The Deification of Joe Strummer

Jason Pitzl-Waters —  May 10, 2007 — 1 Comment

Film-maker Julien Temple, director of the infamous mockumentary “The Great Rock ‘n’ Roll Swindle”, has made a new film about his friend and punk legend Joe Strummer. Strummer, the lead singer and rhythm guitarist for The Clash, died an untimely death in 2002 due to a undiagnosed congenital heart defect. Temple goes beyond mere documentary as tribute to his friend, as evidenced by this article in the Guardian where standing stones, magic mushrooms, and bonfires enter the picture.

“…they were, he says, “in stasis”, unable to work out how to honour his memory. First, they attempted to build a stone circle in the back garden of the singer’s Somerset home, “in the old druid style with big levers and stones, trying to line them up by the stars and all that kind of thing”. This, he concedes, was a nice idea in theory, but perhaps a little ambitious in practice: “It was a kind of Spinal Tap thing. It went on for about six weeks, in the mud in February; we got about three stones done and then we thought, ‘We’ve had enough of this, bring in the diggers,’ which Joe would have liked. So we got a digger and, having done three stones in six weeks, we got the rest done in an afternoon. I suppose you could say it was very Joe-like, a mixture of the old way and the new way. But that was all we managed to do, and I just felt that maybe it would be a kind of a good way of moving on if we all got together and made this film.”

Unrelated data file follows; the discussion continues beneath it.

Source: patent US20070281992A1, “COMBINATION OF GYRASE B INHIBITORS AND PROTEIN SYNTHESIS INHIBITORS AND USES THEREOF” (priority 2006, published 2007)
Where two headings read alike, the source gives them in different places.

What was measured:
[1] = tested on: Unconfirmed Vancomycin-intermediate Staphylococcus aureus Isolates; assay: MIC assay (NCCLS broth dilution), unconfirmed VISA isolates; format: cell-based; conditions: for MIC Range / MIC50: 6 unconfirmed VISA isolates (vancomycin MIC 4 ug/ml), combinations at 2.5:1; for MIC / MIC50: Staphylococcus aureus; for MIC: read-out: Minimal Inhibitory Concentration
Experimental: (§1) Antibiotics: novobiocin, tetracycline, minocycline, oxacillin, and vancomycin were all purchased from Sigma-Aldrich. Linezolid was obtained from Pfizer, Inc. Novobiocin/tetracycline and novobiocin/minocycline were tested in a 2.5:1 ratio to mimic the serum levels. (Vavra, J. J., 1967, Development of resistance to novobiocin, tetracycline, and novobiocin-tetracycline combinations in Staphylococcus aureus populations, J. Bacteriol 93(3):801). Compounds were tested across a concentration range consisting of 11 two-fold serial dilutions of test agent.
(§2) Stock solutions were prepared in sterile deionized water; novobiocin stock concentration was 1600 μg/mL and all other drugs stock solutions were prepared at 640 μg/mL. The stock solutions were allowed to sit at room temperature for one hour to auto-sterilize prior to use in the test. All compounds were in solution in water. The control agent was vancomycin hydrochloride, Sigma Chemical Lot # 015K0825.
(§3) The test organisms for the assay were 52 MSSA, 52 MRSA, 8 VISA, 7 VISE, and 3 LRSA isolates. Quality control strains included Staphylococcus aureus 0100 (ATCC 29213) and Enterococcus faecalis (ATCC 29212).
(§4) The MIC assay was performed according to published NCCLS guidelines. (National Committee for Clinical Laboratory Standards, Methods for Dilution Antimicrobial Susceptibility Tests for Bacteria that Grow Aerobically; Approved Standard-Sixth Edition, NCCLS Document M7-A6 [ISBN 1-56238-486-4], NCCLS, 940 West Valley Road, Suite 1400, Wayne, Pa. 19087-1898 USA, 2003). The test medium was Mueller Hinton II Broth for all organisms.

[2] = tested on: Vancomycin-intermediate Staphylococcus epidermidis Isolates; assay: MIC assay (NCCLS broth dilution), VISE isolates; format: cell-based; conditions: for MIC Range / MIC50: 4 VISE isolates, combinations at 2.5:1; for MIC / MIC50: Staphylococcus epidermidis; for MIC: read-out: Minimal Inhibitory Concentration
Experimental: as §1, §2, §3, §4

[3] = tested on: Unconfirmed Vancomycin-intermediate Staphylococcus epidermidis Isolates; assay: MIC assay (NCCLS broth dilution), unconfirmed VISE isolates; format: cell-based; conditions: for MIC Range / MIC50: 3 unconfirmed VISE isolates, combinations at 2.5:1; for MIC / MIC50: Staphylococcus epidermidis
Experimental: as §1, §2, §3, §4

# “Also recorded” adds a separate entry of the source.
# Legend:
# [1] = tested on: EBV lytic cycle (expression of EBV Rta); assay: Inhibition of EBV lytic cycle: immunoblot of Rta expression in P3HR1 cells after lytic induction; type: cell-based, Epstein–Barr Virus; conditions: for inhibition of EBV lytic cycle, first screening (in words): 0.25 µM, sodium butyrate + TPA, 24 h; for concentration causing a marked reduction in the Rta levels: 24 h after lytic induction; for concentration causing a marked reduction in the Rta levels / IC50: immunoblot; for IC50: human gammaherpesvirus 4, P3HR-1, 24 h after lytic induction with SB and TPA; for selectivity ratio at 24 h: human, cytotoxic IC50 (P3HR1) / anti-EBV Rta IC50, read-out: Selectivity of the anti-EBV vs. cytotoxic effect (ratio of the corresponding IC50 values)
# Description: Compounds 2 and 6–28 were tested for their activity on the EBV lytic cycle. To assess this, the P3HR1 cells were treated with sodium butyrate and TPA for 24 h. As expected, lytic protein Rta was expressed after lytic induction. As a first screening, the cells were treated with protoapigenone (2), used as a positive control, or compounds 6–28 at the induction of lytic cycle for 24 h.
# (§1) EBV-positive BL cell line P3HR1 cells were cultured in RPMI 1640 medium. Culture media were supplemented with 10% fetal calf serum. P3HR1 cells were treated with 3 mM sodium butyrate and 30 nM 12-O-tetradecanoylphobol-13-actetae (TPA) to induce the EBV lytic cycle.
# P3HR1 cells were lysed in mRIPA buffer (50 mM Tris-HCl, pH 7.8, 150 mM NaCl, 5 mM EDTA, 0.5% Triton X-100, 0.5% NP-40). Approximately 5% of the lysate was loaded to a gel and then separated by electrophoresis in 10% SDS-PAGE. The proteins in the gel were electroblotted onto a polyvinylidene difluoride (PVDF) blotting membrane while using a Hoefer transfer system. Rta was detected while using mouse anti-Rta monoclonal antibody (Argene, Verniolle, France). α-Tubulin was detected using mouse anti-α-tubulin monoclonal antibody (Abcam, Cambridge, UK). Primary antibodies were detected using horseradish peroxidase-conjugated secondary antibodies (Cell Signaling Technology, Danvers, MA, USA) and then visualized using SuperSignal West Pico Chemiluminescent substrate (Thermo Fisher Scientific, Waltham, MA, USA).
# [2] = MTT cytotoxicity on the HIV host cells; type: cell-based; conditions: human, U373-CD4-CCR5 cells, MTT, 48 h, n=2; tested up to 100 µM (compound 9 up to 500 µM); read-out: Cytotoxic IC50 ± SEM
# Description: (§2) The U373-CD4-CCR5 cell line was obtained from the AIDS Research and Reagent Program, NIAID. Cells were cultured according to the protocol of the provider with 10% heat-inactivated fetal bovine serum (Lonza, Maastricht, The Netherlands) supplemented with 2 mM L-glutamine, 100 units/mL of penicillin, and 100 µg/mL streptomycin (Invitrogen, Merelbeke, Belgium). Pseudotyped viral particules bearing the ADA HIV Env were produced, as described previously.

For the film, Temple created a series of bonfires to facilitate honest conversation about Strummer, and perhaps they invoked something a bit more in the process.

“Eventually, he came up with the idea of interviewing Strummer’s friends and fans around a series of campfires. In his later years, Strummer had become obsessed with building campfires, most famously at Glastonbury, “almost as a creative statement – there was this idea that it was a great leveller, that it reached back to prehistoric man, that people never really meet each other that profoundly in any other context”. Temple’s first attempt to recreate a Strummer campfire, however, was rather too successful in conjuring what he describes as their “bacchanalian” spirit: “The first one was in the middle of a blizzard in February in Somerset, and I don’t know who it was, but someone put magic mushrooms in the tea and …” He trails off, chuckling.”

So who knows, with such inspiration in the air perhaps some form of punk apotheosis has occurred, and the divine spirit of Joe Strummer now watches over the oppressed and helps protect the natural world. “The Future Is Unwritten” debuts in the UK on May 18th.

Jason Pitzl-Waters

Posts

  • Lupa

    Considering movie stars in India are routinely deified (see http://www.spiked-online.com/index.php?/site/article/214/ for a couple of examples), why not worship and work with the spirit of a deceased punk rocker? Perhaps some of the beings that we now know as deities were once ordinary people who were raised to godhood through belief and power post-death, and their mortal stories have long since been lost to time.